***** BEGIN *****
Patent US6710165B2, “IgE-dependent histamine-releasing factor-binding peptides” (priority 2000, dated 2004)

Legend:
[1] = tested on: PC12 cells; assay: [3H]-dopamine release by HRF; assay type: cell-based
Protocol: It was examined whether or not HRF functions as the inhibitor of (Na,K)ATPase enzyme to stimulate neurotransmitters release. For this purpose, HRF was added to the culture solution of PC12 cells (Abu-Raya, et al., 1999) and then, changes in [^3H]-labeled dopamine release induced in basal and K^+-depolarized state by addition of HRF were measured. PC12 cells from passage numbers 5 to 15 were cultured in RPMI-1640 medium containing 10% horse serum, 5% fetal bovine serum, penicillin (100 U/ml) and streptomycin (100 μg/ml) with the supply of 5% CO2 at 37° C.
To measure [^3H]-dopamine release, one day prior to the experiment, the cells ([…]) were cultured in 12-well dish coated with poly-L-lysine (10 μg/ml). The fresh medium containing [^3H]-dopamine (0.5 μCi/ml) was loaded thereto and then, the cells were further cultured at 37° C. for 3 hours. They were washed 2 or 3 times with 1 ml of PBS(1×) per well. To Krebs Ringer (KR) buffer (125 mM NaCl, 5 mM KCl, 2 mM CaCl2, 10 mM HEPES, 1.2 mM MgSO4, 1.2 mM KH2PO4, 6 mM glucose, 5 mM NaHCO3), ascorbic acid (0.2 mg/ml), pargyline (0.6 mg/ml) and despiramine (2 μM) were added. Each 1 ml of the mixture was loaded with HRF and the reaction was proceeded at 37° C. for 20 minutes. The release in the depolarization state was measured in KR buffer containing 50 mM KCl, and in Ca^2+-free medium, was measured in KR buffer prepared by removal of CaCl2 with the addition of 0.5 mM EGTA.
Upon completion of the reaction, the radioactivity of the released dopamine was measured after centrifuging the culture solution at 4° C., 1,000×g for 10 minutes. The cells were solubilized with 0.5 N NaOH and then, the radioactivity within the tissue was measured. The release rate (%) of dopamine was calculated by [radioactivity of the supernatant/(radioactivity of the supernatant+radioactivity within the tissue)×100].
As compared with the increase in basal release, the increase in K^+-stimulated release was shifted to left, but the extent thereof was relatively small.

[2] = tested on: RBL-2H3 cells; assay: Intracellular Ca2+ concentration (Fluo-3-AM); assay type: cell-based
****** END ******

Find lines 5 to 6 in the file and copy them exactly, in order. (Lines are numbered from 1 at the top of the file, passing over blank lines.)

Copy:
To measure [^3H]-dopamine release, one day prior to the experiment, the cells ([…]) were cultured in 12-well dish coated with poly-L-lysine (10 μg/ml). The fresh medium containing [^3H]-dopamine (0.5 μCi/ml) was loaded thereto and then, the cells were further cultured at 37° C. for 3 hours. They were washed 2 or 3 times with 1 ml of PBS(1×) per well. To Krebs Ringer (KR) buffer (125 mM NaCl, 5 mM KCl, 2 mM CaCl2, 10 mM HEPES, 1.2 mM MgSO4, 1.2 mM KH2PO4, 6 mM glucose, 5 mM NaHCO3), ascorbic acid (0.2 mg/ml), pargyline (0.6 mg/ml) and despiramine (2 μM) were added. Each 1 ml of the mixture was loaded with HRF and the reaction was proceeded at 37° C. for 20 minutes. The release in the depolarization state was measured in KR buffer containing 50 mM KCl, and in Ca^2+-free medium, was measured in KR buffer prepared by removal of CaCl2 with the addition of 0.5 mM EGTA.
Upon completion of the reaction, the radioactivity of the released dopamine was measured after centrifuging the culture solution at 4° C., 1,000×g for 10 minutes. The cells were solubilized with 0.5 N NaOH and then, the radioactivity within the tissue was measured. The release rate (%) of dopamine was calculated by [radioactivity of the supernatant/(radioactivity of the supernatant+radioactivity within the tissue)×100].